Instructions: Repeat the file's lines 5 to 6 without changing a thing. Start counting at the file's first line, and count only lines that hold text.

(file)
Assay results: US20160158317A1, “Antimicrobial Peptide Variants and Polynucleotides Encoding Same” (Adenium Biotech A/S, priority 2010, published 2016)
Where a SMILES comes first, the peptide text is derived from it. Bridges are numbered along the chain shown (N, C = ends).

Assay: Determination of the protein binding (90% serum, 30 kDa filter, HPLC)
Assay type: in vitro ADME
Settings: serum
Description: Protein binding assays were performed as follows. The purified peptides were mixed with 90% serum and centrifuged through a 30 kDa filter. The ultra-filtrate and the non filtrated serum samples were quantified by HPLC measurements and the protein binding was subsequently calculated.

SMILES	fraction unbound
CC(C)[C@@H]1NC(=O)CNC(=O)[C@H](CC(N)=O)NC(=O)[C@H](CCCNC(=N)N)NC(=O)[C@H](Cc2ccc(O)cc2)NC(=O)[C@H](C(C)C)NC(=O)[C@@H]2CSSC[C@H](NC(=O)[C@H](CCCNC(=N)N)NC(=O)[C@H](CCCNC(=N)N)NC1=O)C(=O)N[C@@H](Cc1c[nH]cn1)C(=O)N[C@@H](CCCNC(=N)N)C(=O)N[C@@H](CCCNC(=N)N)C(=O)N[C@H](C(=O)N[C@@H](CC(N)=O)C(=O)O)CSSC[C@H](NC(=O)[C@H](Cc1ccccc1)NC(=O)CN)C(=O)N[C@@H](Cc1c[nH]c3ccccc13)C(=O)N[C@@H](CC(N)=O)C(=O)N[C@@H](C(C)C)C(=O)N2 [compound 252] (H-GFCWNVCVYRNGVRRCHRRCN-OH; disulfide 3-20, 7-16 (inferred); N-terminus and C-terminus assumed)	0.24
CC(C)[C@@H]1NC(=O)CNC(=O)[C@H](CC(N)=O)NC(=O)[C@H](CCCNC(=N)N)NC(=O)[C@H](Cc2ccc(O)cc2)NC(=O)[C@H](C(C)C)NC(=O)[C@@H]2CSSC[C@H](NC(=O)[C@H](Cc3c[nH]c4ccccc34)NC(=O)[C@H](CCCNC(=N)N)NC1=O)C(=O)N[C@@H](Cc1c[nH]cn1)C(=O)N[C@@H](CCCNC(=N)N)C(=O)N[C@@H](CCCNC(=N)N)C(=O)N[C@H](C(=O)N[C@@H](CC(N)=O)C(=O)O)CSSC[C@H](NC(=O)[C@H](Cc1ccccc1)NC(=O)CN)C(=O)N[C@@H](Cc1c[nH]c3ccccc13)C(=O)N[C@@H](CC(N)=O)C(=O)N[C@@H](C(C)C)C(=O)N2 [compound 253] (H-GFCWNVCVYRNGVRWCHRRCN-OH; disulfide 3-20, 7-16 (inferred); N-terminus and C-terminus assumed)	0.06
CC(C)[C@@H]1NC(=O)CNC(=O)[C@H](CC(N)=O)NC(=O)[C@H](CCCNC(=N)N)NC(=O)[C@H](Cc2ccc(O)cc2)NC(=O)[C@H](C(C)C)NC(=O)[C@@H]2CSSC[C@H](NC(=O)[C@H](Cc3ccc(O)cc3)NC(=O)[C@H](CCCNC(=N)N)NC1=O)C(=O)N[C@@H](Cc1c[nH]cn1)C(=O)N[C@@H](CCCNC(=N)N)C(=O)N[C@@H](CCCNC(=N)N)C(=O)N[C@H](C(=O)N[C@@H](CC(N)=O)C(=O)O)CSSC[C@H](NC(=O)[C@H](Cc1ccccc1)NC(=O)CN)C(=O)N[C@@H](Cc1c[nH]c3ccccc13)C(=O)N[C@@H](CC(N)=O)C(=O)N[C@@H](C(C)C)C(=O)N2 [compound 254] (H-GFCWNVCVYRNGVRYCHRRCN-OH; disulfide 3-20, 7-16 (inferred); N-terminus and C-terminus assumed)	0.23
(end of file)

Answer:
Settings: serum
Description: Protein binding assays were performed as follows. The purified peptides were mixed with 90% serum and centrifuged through a 30 kDa filter. The ultra-filtrate and the non filtrated serum samples were quantified by HPLC measurements and the protein binding was subsequently calculated.